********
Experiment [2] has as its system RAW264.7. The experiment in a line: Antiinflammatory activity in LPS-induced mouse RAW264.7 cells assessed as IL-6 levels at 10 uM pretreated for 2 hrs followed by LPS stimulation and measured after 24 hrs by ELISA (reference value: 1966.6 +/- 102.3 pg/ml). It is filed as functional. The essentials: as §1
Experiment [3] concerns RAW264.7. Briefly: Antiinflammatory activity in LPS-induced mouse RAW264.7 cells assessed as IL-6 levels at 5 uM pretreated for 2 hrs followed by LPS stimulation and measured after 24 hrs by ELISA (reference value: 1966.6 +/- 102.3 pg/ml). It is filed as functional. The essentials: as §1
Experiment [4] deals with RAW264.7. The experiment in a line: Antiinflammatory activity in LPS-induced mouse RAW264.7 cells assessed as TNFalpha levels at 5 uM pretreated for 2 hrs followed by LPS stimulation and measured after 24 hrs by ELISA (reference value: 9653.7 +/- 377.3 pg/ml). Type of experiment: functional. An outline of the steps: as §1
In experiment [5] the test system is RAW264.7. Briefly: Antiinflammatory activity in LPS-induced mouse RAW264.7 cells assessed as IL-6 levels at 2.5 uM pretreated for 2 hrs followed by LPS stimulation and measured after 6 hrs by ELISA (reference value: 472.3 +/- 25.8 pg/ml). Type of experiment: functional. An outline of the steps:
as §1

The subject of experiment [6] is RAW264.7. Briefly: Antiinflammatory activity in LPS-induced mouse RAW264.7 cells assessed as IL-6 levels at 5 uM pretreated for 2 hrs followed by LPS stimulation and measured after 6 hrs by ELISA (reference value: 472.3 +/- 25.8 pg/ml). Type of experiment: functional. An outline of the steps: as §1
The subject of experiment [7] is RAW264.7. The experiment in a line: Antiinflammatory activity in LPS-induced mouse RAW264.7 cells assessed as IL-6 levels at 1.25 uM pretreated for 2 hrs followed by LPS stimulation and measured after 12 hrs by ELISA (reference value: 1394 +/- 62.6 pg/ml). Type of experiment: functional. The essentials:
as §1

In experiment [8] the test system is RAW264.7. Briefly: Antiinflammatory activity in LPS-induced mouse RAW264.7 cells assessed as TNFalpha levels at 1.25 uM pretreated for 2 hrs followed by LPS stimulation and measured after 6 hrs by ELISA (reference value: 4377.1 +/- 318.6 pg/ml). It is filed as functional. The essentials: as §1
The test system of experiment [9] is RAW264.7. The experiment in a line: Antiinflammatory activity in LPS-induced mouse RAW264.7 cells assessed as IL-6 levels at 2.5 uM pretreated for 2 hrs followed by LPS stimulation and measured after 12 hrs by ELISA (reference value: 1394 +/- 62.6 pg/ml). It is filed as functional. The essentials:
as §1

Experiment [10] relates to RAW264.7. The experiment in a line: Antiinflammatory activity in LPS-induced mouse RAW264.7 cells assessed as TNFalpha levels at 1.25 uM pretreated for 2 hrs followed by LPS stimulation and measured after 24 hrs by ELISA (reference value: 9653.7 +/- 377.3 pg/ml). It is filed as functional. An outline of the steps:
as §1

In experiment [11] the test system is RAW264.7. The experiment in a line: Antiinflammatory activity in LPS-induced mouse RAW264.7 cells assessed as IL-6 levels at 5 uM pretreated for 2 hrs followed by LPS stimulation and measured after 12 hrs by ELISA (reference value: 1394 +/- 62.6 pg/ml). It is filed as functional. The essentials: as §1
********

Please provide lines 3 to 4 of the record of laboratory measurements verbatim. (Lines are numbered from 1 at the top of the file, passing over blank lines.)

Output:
Experiment [4] deals with RAW264.7. The experiment in a line: Antiinflammatory activity in LPS-induced mouse RAW264.7 cells assessed as TNFalpha levels at 5 uM pretreated for 2 hrs followed by LPS stimulation and measured after 24 hrs by ELISA (reference value: 9653.7 +/- 377.3 pg/ml). Type of experiment: functional. An outline of the steps: as §1
In experiment [5] the test system is RAW264.7. Briefly: Antiinflammatory activity in LPS-induced mouse RAW264.7 cells assessed as IL-6 levels at 2.5 uM pretreated for 2 hrs followed by LPS stimulation and measured after 6 hrs by ELISA (reference value: 472.3 +/- 25.8 pg/ml). Type of experiment: functional. An outline of the steps: